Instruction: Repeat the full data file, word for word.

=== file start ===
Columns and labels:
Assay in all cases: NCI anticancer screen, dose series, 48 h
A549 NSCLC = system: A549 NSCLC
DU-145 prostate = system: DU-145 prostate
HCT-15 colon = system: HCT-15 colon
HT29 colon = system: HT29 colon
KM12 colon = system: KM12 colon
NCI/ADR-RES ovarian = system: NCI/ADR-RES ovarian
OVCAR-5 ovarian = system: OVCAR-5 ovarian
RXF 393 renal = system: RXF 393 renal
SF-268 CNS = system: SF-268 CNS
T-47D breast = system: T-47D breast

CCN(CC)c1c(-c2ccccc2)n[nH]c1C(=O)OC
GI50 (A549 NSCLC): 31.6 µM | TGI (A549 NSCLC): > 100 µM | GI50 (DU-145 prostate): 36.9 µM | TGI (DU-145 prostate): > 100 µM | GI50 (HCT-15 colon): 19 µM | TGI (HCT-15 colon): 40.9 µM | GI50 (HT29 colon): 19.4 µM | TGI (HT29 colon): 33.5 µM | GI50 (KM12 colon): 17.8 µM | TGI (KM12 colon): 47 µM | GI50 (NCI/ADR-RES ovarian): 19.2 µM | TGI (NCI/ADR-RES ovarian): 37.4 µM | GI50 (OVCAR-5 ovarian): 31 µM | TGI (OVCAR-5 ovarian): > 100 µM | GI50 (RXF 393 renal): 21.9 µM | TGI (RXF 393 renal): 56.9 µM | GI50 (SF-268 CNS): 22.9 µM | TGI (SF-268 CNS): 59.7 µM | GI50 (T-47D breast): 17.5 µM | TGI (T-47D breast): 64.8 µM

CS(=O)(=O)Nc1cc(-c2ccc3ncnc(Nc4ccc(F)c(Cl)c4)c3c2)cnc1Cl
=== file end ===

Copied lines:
Columns and labels:
Assay in all cases: NCI anticancer screen, dose series, 48 h
A549 NSCLC = system: A549 NSCLC
DU-145 prostate = system: DU-145 prostate
HCT-15 colon = system: HCT-15 colon
HT29 colon = system: HT29 colon
KM12 colon = system: KM12 colon
NCI/ADR-RES ovarian = system: NCI/ADR-RES ovarian
OVCAR-5 ovarian = system: OVCAR-5 ovarian
RXF 393 renal = system: RXF 393 renal
SF-268 CNS = system: SF-268 CNS
T-47D breast = system: T-47D breast

CCN(CC)c1c(-c2ccccc2)n[nH]c1C(=O)OC
GI50 (A549 NSCLC): 31.6 µM | TGI (A549 NSCLC): > 100 µM | GI50 (DU-145 prostate): 36.9 µM | TGI (DU-145 prostate): > 100 µM | GI50 (HCT-15 colon): 19 µM | TGI (HCT-15 colon): 40.9 µM | GI50 (HT29 colon): 19.4 µM | TGI (HT29 colon): 33.5 µM | GI50 (KM12 colon): 17.8 µM | TGI (KM12 colon): 47 µM | GI50 (NCI/ADR-RES ovarian): 19.2 µM | TGI (NCI/ADR-RES ovarian): 37.4 µM | GI50 (OVCAR-5 ovarian): 31 µM | TGI (OVCAR-5 ovarian): > 100 µM | GI50 (RXF 393 renal): 21.9 µM | TGI (RXF 393 renal): 56.9 µM | GI50 (SF-268 CNS): 22.9 µM | TGI (SF-268 CNS): 59.7 µM | GI50 (T-47D breast): 17.5 µM | TGI (T-47D breast): 64.8 µM

CS(=O)(=O)Nc1cc(-c2ccc3ncnc(Nc4ccc(F)c(Cl)c4)c3c2)cnc1Cl